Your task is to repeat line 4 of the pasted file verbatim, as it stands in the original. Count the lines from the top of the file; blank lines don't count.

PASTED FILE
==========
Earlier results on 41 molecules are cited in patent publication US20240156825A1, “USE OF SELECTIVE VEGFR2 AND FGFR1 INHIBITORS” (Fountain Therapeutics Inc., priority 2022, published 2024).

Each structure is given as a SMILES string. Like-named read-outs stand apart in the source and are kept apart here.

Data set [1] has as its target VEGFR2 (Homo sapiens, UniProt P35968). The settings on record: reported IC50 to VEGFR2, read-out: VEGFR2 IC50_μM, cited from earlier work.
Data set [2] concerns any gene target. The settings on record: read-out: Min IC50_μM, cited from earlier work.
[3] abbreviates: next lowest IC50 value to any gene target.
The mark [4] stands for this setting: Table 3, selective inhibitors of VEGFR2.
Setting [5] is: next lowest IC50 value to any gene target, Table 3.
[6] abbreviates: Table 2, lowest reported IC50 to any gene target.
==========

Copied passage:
Data set [2] concerns any gene target. The settings on record: read-out: Min IC50_μM, cited from earlier work.